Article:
The Vanished Bride is a creative, mysterious, witty, compelling and glorious tale. The author writes with elegant prose that is bathed in history and atmosphere, kept me guessing from start to finish and delivered surprises at every turn. I have fallen in love with the Bronte sisters as detector and hope that this is the start of a long running series. 

Out now.

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ABOUT THE AUTHOR:

Bella Ellis is the Brontë inspired pen name for the award winning, Sunday Times bestselling author Rowan Coleman. A Brontë devotee for most of her life, Rowan is the author of fourteen novels including The Memory Book, The Summer of Impossible Things and The Girl at the Window.

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The Child of Auschwitz by Lily Graham ⭐⭐⭐⭐

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Happy Publication Day Lily Graham!

I’m thrilled to be sharing my review for this beautiful novel on its release date. Thank you to Bookouture for the invitation to take part in the blog tour and to NetGalley and Bookouture for the eBook ARC.

SYNOPSIS:

‘She touched the photograph in its gilt frame that was always on her desk, of a young, thin woman with very short hair and a baby in her arms. She had one last story to tell. Theirs. And it began in hell on earth.’

It is 1942 and Eva Adami has boarded a train to Auschwitz. Barely able to breathe due to the press of bodies and exhausted from standing up for two days, she can think only of her longed-for reunion with her husband Michal, who was sent their six months earlier.

But when Eva arrives at Auschwitz, there is no sign of Michal and the stark reality of the camp comes crashing down upon her. As she lies heartbroken and shivering upon a thin mattress, her head shaved by rough hands, she hears a whisper. Her bunkmate, Sofie, is reaching out her hand.

As the days pass, the two women learn each other’s hopes and dreams – Eva’s is that she will find Michal alive in this terrible place, and Sofie’s is that she will be reunited with her son Tomas, over the border in an orphanage in Austria. Sofie sees the chance to engineer one last meeting between Eva and Michal and knows she must take it even if it means befriending the enemy.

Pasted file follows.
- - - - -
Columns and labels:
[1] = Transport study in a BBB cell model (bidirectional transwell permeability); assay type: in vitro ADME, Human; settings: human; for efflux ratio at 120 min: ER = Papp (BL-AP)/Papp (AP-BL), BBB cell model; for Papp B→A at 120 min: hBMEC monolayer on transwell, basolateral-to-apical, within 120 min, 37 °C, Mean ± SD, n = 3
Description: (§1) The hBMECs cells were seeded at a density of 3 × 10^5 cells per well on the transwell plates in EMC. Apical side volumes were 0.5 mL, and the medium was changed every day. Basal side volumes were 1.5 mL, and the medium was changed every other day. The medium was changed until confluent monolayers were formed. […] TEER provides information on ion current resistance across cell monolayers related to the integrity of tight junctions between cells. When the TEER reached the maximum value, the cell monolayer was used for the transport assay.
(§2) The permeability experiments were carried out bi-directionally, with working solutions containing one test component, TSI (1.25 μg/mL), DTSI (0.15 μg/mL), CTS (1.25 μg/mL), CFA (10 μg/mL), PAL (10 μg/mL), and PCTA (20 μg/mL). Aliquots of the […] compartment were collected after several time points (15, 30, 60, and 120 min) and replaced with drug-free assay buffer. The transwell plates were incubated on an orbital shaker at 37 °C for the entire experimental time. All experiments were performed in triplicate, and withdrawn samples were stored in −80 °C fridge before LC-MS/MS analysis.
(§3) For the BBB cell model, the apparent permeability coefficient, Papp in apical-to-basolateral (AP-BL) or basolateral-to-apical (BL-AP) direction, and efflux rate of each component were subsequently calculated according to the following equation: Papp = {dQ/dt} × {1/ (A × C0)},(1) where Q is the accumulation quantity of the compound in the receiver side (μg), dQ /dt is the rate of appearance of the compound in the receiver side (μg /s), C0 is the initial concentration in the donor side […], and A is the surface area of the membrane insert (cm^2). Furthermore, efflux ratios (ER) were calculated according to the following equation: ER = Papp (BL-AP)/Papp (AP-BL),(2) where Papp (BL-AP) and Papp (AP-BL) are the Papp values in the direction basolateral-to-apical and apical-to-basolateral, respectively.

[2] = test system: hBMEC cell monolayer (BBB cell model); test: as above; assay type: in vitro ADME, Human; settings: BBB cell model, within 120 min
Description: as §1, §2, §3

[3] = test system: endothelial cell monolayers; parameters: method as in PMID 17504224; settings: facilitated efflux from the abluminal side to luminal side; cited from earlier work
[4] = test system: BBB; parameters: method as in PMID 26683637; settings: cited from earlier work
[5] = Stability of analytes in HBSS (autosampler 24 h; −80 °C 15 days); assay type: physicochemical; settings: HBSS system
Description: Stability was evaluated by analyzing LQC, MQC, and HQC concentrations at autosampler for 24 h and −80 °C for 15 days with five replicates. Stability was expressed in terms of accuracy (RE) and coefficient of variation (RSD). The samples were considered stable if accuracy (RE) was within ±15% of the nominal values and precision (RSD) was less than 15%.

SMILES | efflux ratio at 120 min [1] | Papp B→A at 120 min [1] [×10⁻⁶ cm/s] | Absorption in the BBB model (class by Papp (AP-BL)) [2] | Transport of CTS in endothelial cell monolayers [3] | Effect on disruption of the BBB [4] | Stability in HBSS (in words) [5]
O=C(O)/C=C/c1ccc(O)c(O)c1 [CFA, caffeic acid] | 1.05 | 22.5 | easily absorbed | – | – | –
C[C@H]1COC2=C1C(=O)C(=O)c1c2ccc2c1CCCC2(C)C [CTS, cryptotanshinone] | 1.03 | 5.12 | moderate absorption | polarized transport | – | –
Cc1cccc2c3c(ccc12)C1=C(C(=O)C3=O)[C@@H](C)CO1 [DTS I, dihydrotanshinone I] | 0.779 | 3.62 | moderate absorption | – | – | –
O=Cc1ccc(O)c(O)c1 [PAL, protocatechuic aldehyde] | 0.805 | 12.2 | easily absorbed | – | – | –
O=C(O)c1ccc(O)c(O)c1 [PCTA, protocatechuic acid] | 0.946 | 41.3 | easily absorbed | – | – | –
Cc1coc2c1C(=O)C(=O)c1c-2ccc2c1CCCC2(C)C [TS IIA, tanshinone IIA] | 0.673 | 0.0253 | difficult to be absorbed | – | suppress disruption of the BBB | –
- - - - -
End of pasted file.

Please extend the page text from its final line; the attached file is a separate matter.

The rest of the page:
But when Eva realises she is pregnant, she fears she has endangered both their lives. The women promise to protect each other’s children, should the worst occur. For they are determined to hold on to the last flower of hope in the shadows and degradation: their precious children, who they pray will live to tell their story when they no longer can.

A heart-breaking story of survival, where life or death relies on the smallest chance and happiness can be found in the darkest times. Fans of The Choice and The Tattooist of Auschwitz will fall in love with this beautiful novel.

MY REVIEW:

The holocaust is a time in history I’ve always felt drawn to and I’ve read many books, both fact and fiction, about it. You know a book about this subject will always be emotional and this is no exception. Compelling, tender and poignant, this book swallowed me whole. I devoured it quickly, unable to put it down once I’d started reading. It is a story of strength and hope. Of finding light in the darkest times and the kindness that can be found in humanity even amongst the wretchedness and evil.

I hadn’t expected this to be a story mostly about the friendships between women in a death camp but it became my favourite aspect of the story. Seeing how they would help each other survive, offer comfort and words of encouragement was uplifting. Eva and Sofie had a true and loyal friendship and literally put their lives on the line for each other again and again. They were both someone I’d have wanted by my side in that situation and all the women in this book were strong, brave and inspirational. The author uses a past narrative to show us Eva and Sofie’s lives before the camp and show that they were just normal women living their lives until they were caught up in something unimaginable. The love story between Eva and Michal and the pain of Sofie’s separation from her son were vividly described in the flashbacks and made me root for them both to survive and be reunited with their loved ones. As I read I could never be completely sure which of the two women would become pregnant or how and when it would happen. I wondered how a child could possibly survive pregnancy inside a starving mother’s body, let alone the dangers of the camp, and was filled with dread even though we know from the opening pages that the child survives.